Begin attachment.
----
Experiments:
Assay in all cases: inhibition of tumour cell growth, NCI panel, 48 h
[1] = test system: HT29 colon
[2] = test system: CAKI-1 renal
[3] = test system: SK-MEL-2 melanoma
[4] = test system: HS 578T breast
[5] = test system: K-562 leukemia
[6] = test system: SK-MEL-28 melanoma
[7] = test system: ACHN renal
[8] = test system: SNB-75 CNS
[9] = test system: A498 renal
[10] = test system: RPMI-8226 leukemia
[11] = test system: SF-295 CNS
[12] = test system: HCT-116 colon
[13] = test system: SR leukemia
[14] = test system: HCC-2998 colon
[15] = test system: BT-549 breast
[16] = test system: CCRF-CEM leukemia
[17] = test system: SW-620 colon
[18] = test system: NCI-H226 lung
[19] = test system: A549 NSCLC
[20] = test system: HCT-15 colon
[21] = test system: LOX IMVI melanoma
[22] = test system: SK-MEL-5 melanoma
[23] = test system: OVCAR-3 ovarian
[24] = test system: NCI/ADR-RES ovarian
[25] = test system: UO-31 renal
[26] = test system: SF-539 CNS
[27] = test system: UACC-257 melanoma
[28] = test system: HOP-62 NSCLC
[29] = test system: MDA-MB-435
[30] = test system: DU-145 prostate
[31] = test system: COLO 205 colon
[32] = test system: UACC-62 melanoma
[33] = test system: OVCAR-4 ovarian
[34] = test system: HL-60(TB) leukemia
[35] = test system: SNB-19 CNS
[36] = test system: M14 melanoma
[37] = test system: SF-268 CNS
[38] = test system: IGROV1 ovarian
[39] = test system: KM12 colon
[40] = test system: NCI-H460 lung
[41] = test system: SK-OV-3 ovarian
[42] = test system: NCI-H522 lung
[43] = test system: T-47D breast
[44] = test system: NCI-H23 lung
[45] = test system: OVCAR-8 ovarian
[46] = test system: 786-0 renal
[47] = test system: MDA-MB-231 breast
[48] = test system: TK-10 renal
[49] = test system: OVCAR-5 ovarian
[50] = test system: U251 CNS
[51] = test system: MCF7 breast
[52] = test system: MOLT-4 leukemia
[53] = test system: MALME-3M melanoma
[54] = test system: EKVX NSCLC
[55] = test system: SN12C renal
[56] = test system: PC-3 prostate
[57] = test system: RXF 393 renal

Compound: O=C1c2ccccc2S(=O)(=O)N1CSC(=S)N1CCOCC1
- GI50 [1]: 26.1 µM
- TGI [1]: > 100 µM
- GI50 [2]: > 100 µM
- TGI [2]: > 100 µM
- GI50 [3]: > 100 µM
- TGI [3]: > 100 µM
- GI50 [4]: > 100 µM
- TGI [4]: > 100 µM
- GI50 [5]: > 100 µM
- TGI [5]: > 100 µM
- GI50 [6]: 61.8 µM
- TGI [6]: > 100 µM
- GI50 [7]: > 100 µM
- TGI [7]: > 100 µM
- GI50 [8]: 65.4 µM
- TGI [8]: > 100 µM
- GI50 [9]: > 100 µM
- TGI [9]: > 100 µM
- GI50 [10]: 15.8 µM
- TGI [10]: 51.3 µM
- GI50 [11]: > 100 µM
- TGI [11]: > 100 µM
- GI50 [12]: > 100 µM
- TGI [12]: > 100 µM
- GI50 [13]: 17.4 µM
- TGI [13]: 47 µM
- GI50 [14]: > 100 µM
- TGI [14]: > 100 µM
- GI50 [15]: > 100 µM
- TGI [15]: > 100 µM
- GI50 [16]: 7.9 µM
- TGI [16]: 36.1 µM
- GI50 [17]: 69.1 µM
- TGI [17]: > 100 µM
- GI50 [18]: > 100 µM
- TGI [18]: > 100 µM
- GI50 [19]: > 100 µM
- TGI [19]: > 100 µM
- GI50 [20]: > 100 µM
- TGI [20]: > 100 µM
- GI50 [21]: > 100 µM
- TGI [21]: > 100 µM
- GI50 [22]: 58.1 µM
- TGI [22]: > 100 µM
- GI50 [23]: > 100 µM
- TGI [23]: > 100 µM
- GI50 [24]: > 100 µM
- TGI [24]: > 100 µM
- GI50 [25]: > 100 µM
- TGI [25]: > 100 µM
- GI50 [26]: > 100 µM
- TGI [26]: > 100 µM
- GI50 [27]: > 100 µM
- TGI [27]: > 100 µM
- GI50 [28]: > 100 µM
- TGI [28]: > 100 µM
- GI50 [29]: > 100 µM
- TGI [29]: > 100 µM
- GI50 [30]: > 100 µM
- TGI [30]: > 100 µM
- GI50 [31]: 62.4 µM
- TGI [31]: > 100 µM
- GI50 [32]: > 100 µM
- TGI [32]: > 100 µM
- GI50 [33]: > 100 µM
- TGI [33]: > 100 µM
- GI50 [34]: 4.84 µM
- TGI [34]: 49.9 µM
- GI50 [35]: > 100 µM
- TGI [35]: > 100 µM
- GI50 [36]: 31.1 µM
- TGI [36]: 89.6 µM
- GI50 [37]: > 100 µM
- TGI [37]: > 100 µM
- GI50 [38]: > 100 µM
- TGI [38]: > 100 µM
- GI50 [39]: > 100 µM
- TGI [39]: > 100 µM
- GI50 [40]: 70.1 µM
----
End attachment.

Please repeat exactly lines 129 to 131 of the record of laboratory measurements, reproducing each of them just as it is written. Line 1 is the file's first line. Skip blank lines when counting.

- GI50 [35]: > 100 µM
- TGI [35]: > 100 µM
- GI50 [36]: 31.1 µM